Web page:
13th November 2017
In arguably the biggest leak of financial information since the Panama Papers, last week saw news of the Paradise Papers hit headlines. Obtained by German newspaper Süddeutsche Zeitung, the documents were shared with the International Consortium of Investigative Journalists (ICIJ) who have since uncovered a number of intricate off-shore schemes being used by high-profile and high-net-worth individuals to reduce their tax payments.
The Paradise Papers in a nutshell
While new developments are being revealed on a daily basis, here are the top highlights of the leak so far:
- The data spans from 1950 to 2016 and contains 13.4 million records
- While the size of the data isn’t on the same scale as the Panama Papers, the information contained is arguably more damning
- Just some of the key figures involved include the Queen, Prince Charles, Lewis Hamilton, U2 star Bono and Lord Ashcroft, with brands including Apple also being named and shamed
- Law firm Appleby – a leading international provider of offshore legal services – is at the centre of investigations. The firm helps corporations, financial institutions and high-net-worth individuals register companies in off-shore jurisdictions
- The Paradise Papers revealed that Appleby has helped over 50 individuals set up businesses and import planes to the Isle of Mann to be ‘leased’ back to the owners. As a result, more than £790 million has been refunded through VAT claims. This is just one such scheme the firm is involved in
- The leak has global significance, with individuals and companies being named in the data from multiple locations, including Canada, India, Japan, the US, Bolivia, Argentina, Russia and many more.
The papers were even the focus of Panorama last week, as investigative journalist Richard Bilton tracked down just some of those involved in this latest scandal. Many of his findings were certainly interesting. In a follow up of Appleby’s jet leasing scheme in the Isle of Man, for example, Bilton found evidence which suggests that the government amended regulations in order to help individuals and companies ‘get around’ the European Savings Directive.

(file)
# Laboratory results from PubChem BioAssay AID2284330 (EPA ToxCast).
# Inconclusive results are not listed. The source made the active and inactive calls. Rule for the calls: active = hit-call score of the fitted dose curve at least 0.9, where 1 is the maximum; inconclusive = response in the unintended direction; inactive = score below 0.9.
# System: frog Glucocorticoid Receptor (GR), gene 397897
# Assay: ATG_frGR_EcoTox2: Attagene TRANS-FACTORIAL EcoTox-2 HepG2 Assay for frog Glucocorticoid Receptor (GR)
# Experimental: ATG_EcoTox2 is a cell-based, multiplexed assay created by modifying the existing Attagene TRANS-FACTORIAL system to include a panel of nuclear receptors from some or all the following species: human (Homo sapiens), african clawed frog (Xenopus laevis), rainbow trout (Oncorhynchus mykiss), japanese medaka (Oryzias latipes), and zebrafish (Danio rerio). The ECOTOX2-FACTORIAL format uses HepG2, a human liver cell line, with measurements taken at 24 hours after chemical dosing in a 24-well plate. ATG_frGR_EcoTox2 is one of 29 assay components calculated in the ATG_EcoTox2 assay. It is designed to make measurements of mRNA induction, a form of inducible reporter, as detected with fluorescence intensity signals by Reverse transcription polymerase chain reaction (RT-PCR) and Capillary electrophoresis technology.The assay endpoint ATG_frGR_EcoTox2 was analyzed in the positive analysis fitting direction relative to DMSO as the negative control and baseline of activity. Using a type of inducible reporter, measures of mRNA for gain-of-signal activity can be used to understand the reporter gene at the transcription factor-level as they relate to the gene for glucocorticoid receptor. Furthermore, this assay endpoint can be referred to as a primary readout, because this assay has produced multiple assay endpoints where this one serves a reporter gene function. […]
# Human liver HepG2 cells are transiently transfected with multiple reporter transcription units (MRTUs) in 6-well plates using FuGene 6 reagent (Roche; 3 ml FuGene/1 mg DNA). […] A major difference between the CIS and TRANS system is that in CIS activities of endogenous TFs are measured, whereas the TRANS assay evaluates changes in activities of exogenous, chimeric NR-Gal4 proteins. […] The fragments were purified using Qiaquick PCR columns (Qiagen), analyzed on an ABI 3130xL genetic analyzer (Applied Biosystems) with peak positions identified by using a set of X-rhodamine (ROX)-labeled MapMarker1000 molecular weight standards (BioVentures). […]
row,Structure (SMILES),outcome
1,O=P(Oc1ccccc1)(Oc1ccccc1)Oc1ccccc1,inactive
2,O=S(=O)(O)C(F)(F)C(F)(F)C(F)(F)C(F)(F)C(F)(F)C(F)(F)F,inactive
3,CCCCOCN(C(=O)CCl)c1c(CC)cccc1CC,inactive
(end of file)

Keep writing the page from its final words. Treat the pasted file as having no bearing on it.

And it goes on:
While throughout the program many of those questioned refused to comment, the evidence proved damning to many. And given the global outcry over the information contained in the data, it’s highly likely that international authorities will soon be stepping in to take action.
It’s just not worth it
We can certainly expect to see more revelations in the coming days and weeks, but the really interesting detail in this leak is the type of people involved. These high-net-worth individuals are at the top of the food chain and the fact that their tax avoidances schemes have been revealed should be an eye-opener for the rest of us.
In fact, Gerard Ryle, who oversees member journalists at the ICIJ, commented: “This leak is important because it’s the high end of town. People may have dismissed the Mossack Fonseca leaks as they were rogue players who would take any client. Most of the offshore world is not like that at all. Here you have the gold-plated company.”
Given the high-profile names caught up in this latest leak it’s perhaps safe to say that no one is truly above the law. For recruitment firms operating across the globe it’s worth noting that if these powerful individuals and brands with a wealth of tax professionals behind them are being publicly shamed for using tax avoidance schemes, you will too. With authorities around the globe aiming to tighten up the rules and prevent this behaviour, it’s just not worth the risk.
We would of course like to make it absolutely clear that there is no suggestion, at this stage, that any of the participants (individuals or corporations) acted illegally or evaded tax.
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